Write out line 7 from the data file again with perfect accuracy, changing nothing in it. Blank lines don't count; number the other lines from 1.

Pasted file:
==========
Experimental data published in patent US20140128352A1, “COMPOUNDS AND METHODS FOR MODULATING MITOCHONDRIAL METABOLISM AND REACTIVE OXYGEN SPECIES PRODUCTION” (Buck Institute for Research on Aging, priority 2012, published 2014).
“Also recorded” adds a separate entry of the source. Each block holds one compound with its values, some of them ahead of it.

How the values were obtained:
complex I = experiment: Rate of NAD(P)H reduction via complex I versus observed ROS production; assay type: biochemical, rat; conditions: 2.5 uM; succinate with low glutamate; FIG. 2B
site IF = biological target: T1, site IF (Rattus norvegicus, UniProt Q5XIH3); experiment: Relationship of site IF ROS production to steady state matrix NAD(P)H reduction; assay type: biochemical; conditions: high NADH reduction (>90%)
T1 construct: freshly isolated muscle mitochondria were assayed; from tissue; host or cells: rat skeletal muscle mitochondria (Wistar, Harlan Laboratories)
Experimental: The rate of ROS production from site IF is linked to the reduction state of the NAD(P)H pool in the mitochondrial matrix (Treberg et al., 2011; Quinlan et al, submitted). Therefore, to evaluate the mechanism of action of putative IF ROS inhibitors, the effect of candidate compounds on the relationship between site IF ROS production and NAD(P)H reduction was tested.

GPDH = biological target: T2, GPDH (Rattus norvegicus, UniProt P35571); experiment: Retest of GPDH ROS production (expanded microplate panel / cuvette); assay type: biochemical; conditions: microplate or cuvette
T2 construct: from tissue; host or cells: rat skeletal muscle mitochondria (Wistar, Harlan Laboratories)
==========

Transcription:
Experimental: The rate of ROS production from site IF is linked to the reduction state of the NAD(P)H pool in the mitochondrial matrix (Treberg et al., 2011; Quinlan et al, submitted). Therefore, to evaluate the mechanism of action of putative IF ROS inhibitors, the effect of candidate compounds on the relationship between site IF ROS production and NAD(P)H reduction was tested.